A new study by Lawrence Berkeley National Laboratory finds that energy efficiency programs for customers of publicly owned utilities saved electricity at an average cost of 2.4 cents per kilowatt-hour (kWh) from 2012 to 2017.
With rising peak demand for electricity in many regions of the country, utilities and states are increasingly interested in understanding how efficiency programs contribute toward electricity system reliability and resilience at the most affordable cost. According to a new study by Berkeley Lab, these programs appear to be a relatively low-cost way for utilities to meet peak demand, compared to the capital cost of other resources.
Projections for 2030: Higher Spending, Modest Rise in Energy Savings for Efficiency Programs Funded by Electricity Customers
Electric utility customers spent about $5.8 billion on energy efficiency programs in 2016 to cost-effectively offset a portion of growth in U.S. power needs. That, in turn, affects the need for investment in new electricity infrastructure, across generation, transmission and distribution systems. A new study by Berkeley Lab provides a bottom-up assessment of the potential impact of existing and likely state policies and market conditions to promote or constrain future spending and savings for electricity efficiency programs funded by utility customers in all U.S. states.
The Cost of Saving Electricity Through Energy Efficiency Programs Funded by Utility Customers: 2009–2015
Cost of Saving Electricity Remains Low
The average cost to utilities to save a kilowatt-hour (kWh) in the United States is 2.5 cents, according to the most comprehensive assessment to date of the cost performance of energy efficiency programs funded by electricity customers.
The EMP Group is pleased to announce a new brief, Trends in the Program Administrator Cost of Saving Electricity for Utility Customer-Funded Energy Efficiency Programs, based on analysis of energy efficiency data from 78 program administrators in 36 states. The brief is the fifth in a series of Berkeley Lab reports that are part of the Cost of Saved Energy Project. This brief summarizes analyses of cost and electricity savings data for more than 1,600 individual efficiency programs offered over multiple years to customers of utilities that serve about half of U.S. electricity load.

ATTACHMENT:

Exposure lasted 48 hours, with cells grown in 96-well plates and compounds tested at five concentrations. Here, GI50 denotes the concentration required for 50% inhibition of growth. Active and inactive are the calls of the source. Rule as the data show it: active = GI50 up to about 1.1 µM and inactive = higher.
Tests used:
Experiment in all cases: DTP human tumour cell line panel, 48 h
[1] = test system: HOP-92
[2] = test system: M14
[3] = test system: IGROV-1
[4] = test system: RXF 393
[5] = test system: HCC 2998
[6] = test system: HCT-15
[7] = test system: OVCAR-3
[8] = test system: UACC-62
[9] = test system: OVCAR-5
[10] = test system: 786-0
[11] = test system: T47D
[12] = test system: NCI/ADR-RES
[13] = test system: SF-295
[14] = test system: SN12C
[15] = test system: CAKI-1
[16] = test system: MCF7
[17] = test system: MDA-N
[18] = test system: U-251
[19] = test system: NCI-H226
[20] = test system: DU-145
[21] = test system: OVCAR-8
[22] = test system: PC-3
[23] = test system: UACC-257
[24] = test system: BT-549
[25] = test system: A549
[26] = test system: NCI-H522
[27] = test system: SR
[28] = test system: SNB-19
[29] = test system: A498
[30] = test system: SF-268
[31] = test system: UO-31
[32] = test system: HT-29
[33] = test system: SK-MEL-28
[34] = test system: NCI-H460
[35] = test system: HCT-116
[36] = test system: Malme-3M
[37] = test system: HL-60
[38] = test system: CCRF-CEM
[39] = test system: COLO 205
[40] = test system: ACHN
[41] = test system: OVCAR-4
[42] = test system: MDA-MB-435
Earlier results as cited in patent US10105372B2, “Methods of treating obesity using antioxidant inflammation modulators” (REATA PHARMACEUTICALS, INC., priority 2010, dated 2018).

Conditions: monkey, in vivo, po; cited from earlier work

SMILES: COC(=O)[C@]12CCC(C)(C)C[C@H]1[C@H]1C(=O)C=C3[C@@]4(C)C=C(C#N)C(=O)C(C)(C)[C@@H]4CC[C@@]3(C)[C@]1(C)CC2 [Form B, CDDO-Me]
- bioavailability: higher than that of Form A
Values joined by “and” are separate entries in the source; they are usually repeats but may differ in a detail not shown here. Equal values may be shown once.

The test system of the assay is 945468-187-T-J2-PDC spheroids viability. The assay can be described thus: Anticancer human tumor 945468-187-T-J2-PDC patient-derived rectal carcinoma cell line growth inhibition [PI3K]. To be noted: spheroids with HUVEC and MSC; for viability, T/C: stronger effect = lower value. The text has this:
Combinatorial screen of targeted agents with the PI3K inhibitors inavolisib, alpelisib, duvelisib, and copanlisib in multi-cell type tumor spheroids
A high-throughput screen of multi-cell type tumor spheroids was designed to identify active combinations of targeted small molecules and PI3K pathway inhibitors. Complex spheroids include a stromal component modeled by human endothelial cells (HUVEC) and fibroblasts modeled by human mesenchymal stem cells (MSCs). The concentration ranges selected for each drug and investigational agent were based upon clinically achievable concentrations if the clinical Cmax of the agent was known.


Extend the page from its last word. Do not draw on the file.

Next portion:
Webinar: Trends in the Program Administrator Cost of Saving Electricity for Utility Customer-Funded Energy Efficiency Programs
Berkeley Lab will host a webinar on Tuesday, January 17, 2017 at 2:00 pm Eastern to highlight key findings from its new policy brief, Trends in the Program Administrator Cost of Saving Electricity for Utility Customer-Funded Energy Efficiency Programs.
WEBINAR: The Program Administrator Cost of Saved Energy for Utility Customer-Funded Energy Efficiency Programs
On April 2, 2014, researchers at Lawrence Berkeley National Laboratory held a Webinar on the recently released LBNL report The Program Administrator Cost of Saved Energy for Utility Customer-Funded Energy Efficiency Programs.
WEBINAR: Developing a Common Language: Introducing a Glossary and Program Typology for Regional and National Energy Efficiency Program Analysis
This webinar was hosted by Lawrence Berkeley National Laboratory and the Consortium for Energy Efficiency on April 9th, 2014.
Compared to building a new generator, it's much cheaper for a utility company to coax customers to swap old light bulbs for ones that use less electricity. And it might cost less to convince people to insulate their homes than it does to build new gas pipelines.